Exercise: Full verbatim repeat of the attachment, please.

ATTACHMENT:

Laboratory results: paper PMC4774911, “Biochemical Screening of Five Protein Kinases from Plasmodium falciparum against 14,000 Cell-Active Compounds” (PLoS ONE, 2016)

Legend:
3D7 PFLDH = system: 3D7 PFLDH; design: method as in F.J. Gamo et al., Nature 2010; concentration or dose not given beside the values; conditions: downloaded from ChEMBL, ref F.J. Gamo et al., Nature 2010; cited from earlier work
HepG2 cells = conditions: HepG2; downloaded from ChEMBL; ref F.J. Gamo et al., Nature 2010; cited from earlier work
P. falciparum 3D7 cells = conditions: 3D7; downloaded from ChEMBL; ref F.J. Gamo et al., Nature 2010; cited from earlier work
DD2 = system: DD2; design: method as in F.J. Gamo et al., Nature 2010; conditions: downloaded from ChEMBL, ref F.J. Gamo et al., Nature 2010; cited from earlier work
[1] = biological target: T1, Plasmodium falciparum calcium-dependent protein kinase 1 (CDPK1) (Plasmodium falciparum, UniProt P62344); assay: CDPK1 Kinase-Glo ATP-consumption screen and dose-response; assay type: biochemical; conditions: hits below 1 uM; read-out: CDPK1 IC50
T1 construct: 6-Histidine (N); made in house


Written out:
Laboratory results: paper PMC4774911, “Biochemical Screening of Five Protein Kinases from Plasmodium falciparum against 14,000 Cell-Active Compounds” (PLoS ONE, 2016)

Legend:
3D7 PFLDH = system: 3D7 PFLDH; design: method as in F.J. Gamo et al., Nature 2010; concentration or dose not given beside the values; conditions: downloaded from ChEMBL, ref F.J. Gamo et al., Nature 2010; cited from earlier work
HepG2 cells = conditions: HepG2; downloaded from ChEMBL; ref F.J. Gamo et al., Nature 2010; cited from earlier work
P. falciparum 3D7 cells = conditions: 3D7; downloaded from ChEMBL; ref F.J. Gamo et al., Nature 2010; cited from earlier work
DD2 = system: DD2; design: method as in F.J. Gamo et al., Nature 2010; conditions: downloaded from ChEMBL, ref F.J. Gamo et al., Nature 2010; cited from earlier work
[1] = biological target: T1, Plasmodium falciparum calcium-dependent protein kinase 1 (CDPK1) (Plasmodium falciparum, UniProt P62344); assay: CDPK1 Kinase-Glo ATP-consumption screen and dose-response; assay type: biochemical; conditions: hits below 1 uM; read-out: CDPK1 IC50
T1 construct: 6-Histidine (N); made in house